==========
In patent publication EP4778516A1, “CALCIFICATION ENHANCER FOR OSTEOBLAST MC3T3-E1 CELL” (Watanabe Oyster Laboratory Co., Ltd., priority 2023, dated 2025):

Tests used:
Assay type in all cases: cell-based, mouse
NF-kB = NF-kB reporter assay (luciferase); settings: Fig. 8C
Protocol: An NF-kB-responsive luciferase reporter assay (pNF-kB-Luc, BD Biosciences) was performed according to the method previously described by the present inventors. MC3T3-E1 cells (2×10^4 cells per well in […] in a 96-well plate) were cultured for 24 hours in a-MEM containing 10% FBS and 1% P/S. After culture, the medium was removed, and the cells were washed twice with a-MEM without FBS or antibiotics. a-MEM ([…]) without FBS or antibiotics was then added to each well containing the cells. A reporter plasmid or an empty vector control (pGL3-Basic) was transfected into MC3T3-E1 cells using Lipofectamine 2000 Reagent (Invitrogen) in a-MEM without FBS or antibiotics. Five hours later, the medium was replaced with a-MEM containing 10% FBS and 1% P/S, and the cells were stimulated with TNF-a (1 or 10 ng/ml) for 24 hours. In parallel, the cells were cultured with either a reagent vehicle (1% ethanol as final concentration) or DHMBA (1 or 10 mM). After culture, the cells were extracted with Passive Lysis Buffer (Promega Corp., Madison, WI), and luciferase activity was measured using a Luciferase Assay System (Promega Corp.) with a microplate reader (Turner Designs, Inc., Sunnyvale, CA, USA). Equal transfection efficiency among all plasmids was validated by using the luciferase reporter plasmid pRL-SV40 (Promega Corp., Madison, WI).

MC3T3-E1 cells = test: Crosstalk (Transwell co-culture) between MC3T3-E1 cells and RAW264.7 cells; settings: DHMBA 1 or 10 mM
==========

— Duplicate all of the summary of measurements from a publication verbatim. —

In patent publication EP4778516A1, “CALCIFICATION ENHANCER FOR OSTEOBLAST MC3T3-E1 CELL” (Watanabe Oyster Laboratory Co., Ltd., priority 2023, dated 2025):

Tests used:
Assay type in all cases: cell-based, mouse
NF-kB = NF-kB reporter assay (luciferase); settings: Fig. 8C
Protocol: An NF-kB-responsive luciferase reporter assay (pNF-kB-Luc, BD Biosciences) was performed according to the method previously described by the present inventors. MC3T3-E1 cells (2×10^4 cells per well in […] in a 96-well plate) were cultured for 24 hours in a-MEM containing 10% FBS and 1% P/S. After culture, the medium was removed, and the cells were washed twice with a-MEM without FBS or antibiotics. a-MEM ([…]) without FBS or antibiotics was then added to each well containing the cells. A reporter plasmid or an empty vector control (pGL3-Basic) was transfected into MC3T3-E1 cells using Lipofectamine 2000 Reagent (Invitrogen) in a-MEM without FBS or antibiotics. Five hours later, the medium was replaced with a-MEM containing 10% FBS and 1% P/S, and the cells were stimulated with TNF-a (1 or 10 ng/ml) for 24 hours. In parallel, the cells were cultured with either a reagent vehicle (1% ethanol as final concentration) or DHMBA (1 or 10 mM). After culture, the cells were extracted with Passive Lysis Buffer (Promega Corp., Madison, WI), and luciferase activity was measured using a Luciferase Assay System (Promega Corp.) with a microplate reader (Turner Designs, Inc., Sunnyvale, CA, USA). Equal transfection efficiency among all plasmids was validated by using the luciferase reporter plasmid pRL-SV40 (Promega Corp., Madison, WI).

MC3T3-E1 cells = test: Crosstalk (Transwell co-culture) between MC3T3-E1 cells and RAW264.7 cells; settings: DHMBA 1 or 10 mM